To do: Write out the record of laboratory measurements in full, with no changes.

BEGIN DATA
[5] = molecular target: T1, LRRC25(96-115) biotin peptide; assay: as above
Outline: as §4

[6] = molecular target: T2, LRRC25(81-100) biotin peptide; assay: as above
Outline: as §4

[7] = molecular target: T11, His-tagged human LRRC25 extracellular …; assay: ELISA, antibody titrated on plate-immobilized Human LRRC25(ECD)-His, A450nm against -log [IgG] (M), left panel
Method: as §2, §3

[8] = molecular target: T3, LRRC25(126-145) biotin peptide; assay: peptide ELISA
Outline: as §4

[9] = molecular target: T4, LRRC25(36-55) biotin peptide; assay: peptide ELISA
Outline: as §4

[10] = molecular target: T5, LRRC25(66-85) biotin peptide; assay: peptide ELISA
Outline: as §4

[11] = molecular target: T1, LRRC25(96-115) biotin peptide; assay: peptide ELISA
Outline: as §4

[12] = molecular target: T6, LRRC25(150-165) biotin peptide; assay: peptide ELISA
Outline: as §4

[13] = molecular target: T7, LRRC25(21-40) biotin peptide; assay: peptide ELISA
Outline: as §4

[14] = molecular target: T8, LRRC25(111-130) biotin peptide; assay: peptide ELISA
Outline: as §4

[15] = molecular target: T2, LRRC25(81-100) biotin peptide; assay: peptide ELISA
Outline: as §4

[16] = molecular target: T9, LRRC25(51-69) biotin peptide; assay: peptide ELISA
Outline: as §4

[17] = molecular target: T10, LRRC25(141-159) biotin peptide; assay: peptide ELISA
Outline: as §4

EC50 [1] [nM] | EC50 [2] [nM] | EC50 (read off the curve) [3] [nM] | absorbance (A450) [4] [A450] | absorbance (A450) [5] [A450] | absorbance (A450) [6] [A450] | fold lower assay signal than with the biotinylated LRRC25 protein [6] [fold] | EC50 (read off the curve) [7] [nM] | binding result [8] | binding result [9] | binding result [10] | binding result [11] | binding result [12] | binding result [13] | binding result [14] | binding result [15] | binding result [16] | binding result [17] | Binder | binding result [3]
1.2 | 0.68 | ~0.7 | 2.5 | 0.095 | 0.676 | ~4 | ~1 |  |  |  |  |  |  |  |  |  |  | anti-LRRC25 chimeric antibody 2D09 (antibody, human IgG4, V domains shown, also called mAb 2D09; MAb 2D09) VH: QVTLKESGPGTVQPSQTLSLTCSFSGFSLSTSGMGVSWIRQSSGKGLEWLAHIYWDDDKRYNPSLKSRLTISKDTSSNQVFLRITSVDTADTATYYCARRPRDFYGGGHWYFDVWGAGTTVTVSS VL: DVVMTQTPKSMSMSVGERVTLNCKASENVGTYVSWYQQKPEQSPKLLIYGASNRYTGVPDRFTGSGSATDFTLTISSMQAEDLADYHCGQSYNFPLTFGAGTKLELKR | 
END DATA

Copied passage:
[5] = molecular target: T1, LRRC25(96-115) biotin peptide; assay: as above
Outline: as §4

[6] = molecular target: T2, LRRC25(81-100) biotin peptide; assay: as above
Outline: as §4

[7] = molecular target: T11, His-tagged human LRRC25 extracellular …; assay: ELISA, antibody titrated on plate-immobilized Human LRRC25(ECD)-His, A450nm against -log [IgG] (M), left panel
Method: as §2, §3

[8] = molecular target: T3, LRRC25(126-145) biotin peptide; assay: peptide ELISA
Outline: as §4

[9] = molecular target: T4, LRRC25(36-55) biotin peptide; assay: peptide ELISA
Outline: as §4

[10] = molecular target: T5, LRRC25(66-85) biotin peptide; assay: peptide ELISA
Outline: as §4

[11] = molecular target: T1, LRRC25(96-115) biotin peptide; assay: peptide ELISA
Outline: as §4

[12] = molecular target: T6, LRRC25(150-165) biotin peptide; assay: peptide ELISA
Outline: as §4

[13] = molecular target: T7, LRRC25(21-40) biotin peptide; assay: peptide ELISA
Outline: as §4

[14] = molecular target: T8, LRRC25(111-130) biotin peptide; assay: peptide ELISA
Outline: as §4

[15] = molecular target: T2, LRRC25(81-100) biotin peptide; assay: peptide ELISA
Outline: as §4

[16] = molecular target: T9, LRRC25(51-69) biotin peptide; assay: peptide ELISA
Outline: as §4

[17] = molecular target: T10, LRRC25(141-159) biotin peptide; assay: peptide ELISA
Outline: as §4

EC50 [1] [nM] | EC50 [2] [nM] | EC50 (read off the curve) [3] [nM] | absorbance (A450) [4] [A450] | absorbance (A450) [5] [A450] | absorbance (A450) [6] [A450] | fold lower assay signal than with the biotinylated LRRC25 protein [6] [fold] | EC50 (read off the curve) [7] [nM] | binding result [8] | binding result [9] | binding result [10] | binding result [11] | binding result [12] | binding result [13] | binding result [14] | binding result [15] | binding result [16] | binding result [17] | Binder | binding result [3]
1.2 | 0.68 | ~0.7 | 2.5 | 0.095 | 0.676 | ~4 | ~1 |  |  |  |  |  |  |  |  |  |  | anti-LRRC25 chimeric antibody 2D09 (antibody, human IgG4, V domains shown, also called mAb 2D09; MAb 2D09) VH: QVTLKESGPGTVQPSQTLSLTCSFSGFSLSTSGMGVSWIRQSSGKGLEWLAHIYWDDDKRYNPSLKSRLTISKDTSSNQVFLRITSVDTADTATYYCARRPRDFYGGGHWYFDVWGAGTTVTVSS VL: DVVMTQTPKSMSMSVGERVTLNCKASENVGTYVSWYQQKPEQSPKLLIYGASNRYTGVPDRFTGSGSATDFTLTISSMQAEDLADYHCGQSYNFPLTFGAGTKLELKR | 